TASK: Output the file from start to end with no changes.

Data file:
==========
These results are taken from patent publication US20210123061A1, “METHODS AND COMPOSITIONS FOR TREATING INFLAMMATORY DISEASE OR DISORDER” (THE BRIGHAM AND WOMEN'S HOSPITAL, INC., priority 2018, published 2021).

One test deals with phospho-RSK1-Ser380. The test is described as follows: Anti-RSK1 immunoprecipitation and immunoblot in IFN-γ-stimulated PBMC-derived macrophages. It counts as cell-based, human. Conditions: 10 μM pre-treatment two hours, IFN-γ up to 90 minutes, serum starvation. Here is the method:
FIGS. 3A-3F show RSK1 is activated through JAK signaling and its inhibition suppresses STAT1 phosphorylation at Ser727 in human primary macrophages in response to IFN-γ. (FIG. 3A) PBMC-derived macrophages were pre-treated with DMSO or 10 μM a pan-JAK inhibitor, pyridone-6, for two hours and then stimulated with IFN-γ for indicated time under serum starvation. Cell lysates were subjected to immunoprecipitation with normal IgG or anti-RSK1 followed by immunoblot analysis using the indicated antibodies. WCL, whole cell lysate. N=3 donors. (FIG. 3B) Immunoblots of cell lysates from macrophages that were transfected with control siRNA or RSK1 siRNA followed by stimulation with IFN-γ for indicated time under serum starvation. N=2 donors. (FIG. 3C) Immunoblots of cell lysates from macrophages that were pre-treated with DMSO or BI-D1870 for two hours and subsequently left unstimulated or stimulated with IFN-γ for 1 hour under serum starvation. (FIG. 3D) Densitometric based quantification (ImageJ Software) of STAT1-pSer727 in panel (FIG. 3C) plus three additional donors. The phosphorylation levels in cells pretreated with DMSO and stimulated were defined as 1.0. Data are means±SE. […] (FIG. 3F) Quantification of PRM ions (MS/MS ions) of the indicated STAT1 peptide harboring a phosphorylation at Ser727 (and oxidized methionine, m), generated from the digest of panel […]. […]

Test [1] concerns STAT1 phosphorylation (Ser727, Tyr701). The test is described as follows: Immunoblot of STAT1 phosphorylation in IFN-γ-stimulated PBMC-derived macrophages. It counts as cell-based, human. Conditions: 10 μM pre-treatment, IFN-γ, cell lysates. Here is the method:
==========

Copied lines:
These results are taken from patent publication US20210123061A1, “METHODS AND COMPOSITIONS FOR TREATING INFLAMMATORY DISEASE OR DISORDER” (THE BRIGHAM AND WOMEN'S HOSPITAL, INC., priority 2018, published 2021).

One test deals with phospho-RSK1-Ser380. The test is described as follows: Anti-RSK1 immunoprecipitation and immunoblot in IFN-γ-stimulated PBMC-derived macrophages. It counts as cell-based, human. Conditions: 10 μM pre-treatment two hours, IFN-γ up to 90 minutes, serum starvation. Here is the method:
FIGS. 3A-3F show RSK1 is activated through JAK signaling and its inhibition suppresses STAT1 phosphorylation at Ser727 in human primary macrophages in response to IFN-γ. (FIG. 3A) PBMC-derived macrophages were pre-treated with DMSO or 10 μM a pan-JAK inhibitor, pyridone-6, for two hours and then stimulated with IFN-γ for indicated time under serum starvation. Cell lysates were subjected to immunoprecipitation with normal IgG or anti-RSK1 followed by immunoblot analysis using the indicated antibodies. WCL, whole cell lysate. N=3 donors. (FIG. 3B) Immunoblots of cell lysates from macrophages that were transfected with control siRNA or RSK1 siRNA followed by stimulation with IFN-γ for indicated time under serum starvation. N=2 donors. (FIG. 3C) Immunoblots of cell lysates from macrophages that were pre-treated with DMSO or BI-D1870 for two hours and subsequently left unstimulated or stimulated with IFN-γ for 1 hour under serum starvation. (FIG. 3D) Densitometric based quantification (ImageJ Software) of STAT1-pSer727 in panel (FIG. 3C) plus three additional donors. The phosphorylation levels in cells pretreated with DMSO and stimulated were defined as 1.0. Data are means±SE. […] (FIG. 3F) Quantification of PRM ions (MS/MS ions) of the indicated STAT1 peptide harboring a phosphorylation at Ser727 (and oxidized methionine, m), generated from the digest of panel […]. […]

Test [1] concerns STAT1 phosphorylation (Ser727, Tyr701). The test is described as follows: Immunoblot of STAT1 phosphorylation in IFN-γ-stimulated PBMC-derived macrophages. It counts as cell-based, human. Conditions: 10 μM pre-treatment, IFN-γ, cell lysates. Here is the method: